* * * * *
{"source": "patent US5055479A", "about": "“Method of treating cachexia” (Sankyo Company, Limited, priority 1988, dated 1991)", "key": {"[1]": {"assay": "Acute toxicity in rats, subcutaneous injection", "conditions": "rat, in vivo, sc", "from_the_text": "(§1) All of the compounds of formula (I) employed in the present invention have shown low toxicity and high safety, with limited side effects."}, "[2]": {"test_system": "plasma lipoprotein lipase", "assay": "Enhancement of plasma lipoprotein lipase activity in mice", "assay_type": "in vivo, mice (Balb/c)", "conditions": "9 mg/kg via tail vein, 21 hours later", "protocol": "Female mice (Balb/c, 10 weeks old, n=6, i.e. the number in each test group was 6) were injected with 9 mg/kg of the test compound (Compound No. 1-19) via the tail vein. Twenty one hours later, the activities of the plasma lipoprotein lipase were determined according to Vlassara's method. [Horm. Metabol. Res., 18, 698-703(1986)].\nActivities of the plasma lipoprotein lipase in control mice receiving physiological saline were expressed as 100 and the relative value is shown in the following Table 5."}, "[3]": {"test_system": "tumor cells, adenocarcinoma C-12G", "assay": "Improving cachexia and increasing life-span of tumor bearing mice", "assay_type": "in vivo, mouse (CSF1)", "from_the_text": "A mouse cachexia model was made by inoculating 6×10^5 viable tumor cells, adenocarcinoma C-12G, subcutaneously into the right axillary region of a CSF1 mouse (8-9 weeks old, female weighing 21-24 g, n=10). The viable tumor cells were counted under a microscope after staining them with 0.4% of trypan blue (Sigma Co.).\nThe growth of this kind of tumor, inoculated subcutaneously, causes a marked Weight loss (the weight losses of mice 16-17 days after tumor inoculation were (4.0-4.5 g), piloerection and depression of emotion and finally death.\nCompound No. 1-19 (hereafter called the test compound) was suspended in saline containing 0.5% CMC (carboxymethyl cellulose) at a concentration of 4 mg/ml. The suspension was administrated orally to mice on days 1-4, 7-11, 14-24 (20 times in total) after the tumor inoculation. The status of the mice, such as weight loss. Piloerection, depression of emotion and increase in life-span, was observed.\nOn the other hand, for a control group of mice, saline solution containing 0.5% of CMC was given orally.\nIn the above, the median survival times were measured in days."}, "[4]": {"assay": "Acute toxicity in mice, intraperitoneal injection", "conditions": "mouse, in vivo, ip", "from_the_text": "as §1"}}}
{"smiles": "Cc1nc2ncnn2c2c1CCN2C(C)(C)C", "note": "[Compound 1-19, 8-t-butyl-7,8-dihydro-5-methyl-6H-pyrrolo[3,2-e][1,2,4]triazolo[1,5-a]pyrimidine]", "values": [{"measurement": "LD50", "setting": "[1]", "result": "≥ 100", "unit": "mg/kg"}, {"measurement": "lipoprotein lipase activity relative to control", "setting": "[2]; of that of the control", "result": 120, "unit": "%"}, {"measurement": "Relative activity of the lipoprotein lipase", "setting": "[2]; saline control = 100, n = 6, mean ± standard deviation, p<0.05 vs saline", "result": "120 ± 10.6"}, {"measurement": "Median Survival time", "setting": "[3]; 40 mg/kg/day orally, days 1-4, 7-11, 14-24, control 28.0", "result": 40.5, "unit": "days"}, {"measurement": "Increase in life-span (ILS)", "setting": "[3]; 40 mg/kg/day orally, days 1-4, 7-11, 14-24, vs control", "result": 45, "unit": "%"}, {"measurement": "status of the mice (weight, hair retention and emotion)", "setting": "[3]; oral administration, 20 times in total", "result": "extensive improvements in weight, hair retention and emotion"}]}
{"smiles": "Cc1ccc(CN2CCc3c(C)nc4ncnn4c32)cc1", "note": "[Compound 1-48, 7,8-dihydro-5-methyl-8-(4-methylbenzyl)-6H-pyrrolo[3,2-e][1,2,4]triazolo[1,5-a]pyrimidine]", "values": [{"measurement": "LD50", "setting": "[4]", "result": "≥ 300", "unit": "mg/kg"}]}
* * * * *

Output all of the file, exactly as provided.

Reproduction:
{"source": "patent US5055479A", "about": "“Method of treating cachexia” (Sankyo Company, Limited, priority 1988, dated 1991)", "key": {"[1]": {"assay": "Acute toxicity in rats, subcutaneous injection", "conditions": "rat, in vivo, sc", "from_the_text": "(§1) All of the compounds of formula (I) employed in the present invention have shown low toxicity and high safety, with limited side effects."}, "[2]": {"test_system": "plasma lipoprotein lipase", "assay": "Enhancement of plasma lipoprotein lipase activity in mice", "assay_type": "in vivo, mice (Balb/c)", "conditions": "9 mg/kg via tail vein, 21 hours later", "protocol": "Female mice (Balb/c, 10 weeks old, n=6, i.e. the number in each test group was 6) were injected with 9 mg/kg of the test compound (Compound No. 1-19) via the tail vein. Twenty one hours later, the activities of the plasma lipoprotein lipase were determined according to Vlassara's method. [Horm. Metabol. Res., 18, 698-703(1986)].\nActivities of the plasma lipoprotein lipase in control mice receiving physiological saline were expressed as 100 and the relative value is shown in the following Table 5."}, "[3]": {"test_system": "tumor cells, adenocarcinoma C-12G", "assay": "Improving cachexia and increasing life-span of tumor bearing mice", "assay_type": "in vivo, mouse (CSF1)", "from_the_text": "A mouse cachexia model was made by inoculating 6×10^5 viable tumor cells, adenocarcinoma C-12G, subcutaneously into the right axillary region of a CSF1 mouse (8-9 weeks old, female weighing 21-24 g, n=10). The viable tumor cells were counted under a microscope after staining them with 0.4% of trypan blue (Sigma Co.).\nThe growth of this kind of tumor, inoculated subcutaneously, causes a marked Weight loss (the weight losses of mice 16-17 days after tumor inoculation were (4.0-4.5 g), piloerection and depression of emotion and finally death.\nCompound No. 1-19 (hereafter called the test compound) was suspended in saline containing 0.5% CMC (carboxymethyl cellulose) at a concentration of 4 mg/ml. The suspension was administrated orally to mice on days 1-4, 7-11, 14-24 (20 times in total) after the tumor inoculation. The status of the mice, such as weight loss. Piloerection, depression of emotion and increase in life-span, was observed.\nOn the other hand, for a control group of mice, saline solution containing 0.5% of CMC was given orally.\nIn the above, the median survival times were measured in days."}, "[4]": {"assay": "Acute toxicity in mice, intraperitoneal injection", "conditions": "mouse, in vivo, ip", "from_the_text": "as §1"}}}
{"smiles": "Cc1nc2ncnn2c2c1CCN2C(C)(C)C", "note": "[Compound 1-19, 8-t-butyl-7,8-dihydro-5-methyl-6H-pyrrolo[3,2-e][1,2,4]triazolo[1,5-a]pyrimidine]", "values": [{"measurement": "LD50", "setting": "[1]", "result": "≥ 100", "unit": "mg/kg"}, {"measurement": "lipoprotein lipase activity relative to control", "setting": "[2]; of that of the control", "result": 120, "unit": "%"}, {"measurement": "Relative activity of the lipoprotein lipase", "setting": "[2]; saline control = 100, n = 6, mean ± standard deviation, p<0.05 vs saline", "result": "120 ± 10.6"}, {"measurement": "Median Survival time", "setting": "[3]; 40 mg/kg/day orally, days 1-4, 7-11, 14-24, control 28.0", "result": 40.5, "unit": "days"}, {"measurement": "Increase in life-span (ILS)", "setting": "[3]; 40 mg/kg/day orally, days 1-4, 7-11, 14-24, vs control", "result": 45, "unit": "%"}, {"measurement": "status of the mice (weight, hair retention and emotion)", "setting": "[3]; oral administration, 20 times in total", "result": "extensive improvements in weight, hair retention and emotion"}]}
{"smiles": "Cc1ccc(CN2CCc3c(C)nc4ncnn4c32)cc1", "note": "[Compound 1-48, 7,8-dihydro-5-methyl-8-(4-methylbenzyl)-6H-pyrrolo[3,2-e][1,2,4]triazolo[1,5-a]pyrimidine]", "values": [{"measurement": "LD50", "setting": "[4]", "result": "≥ 300", "unit": "mg/kg"}]}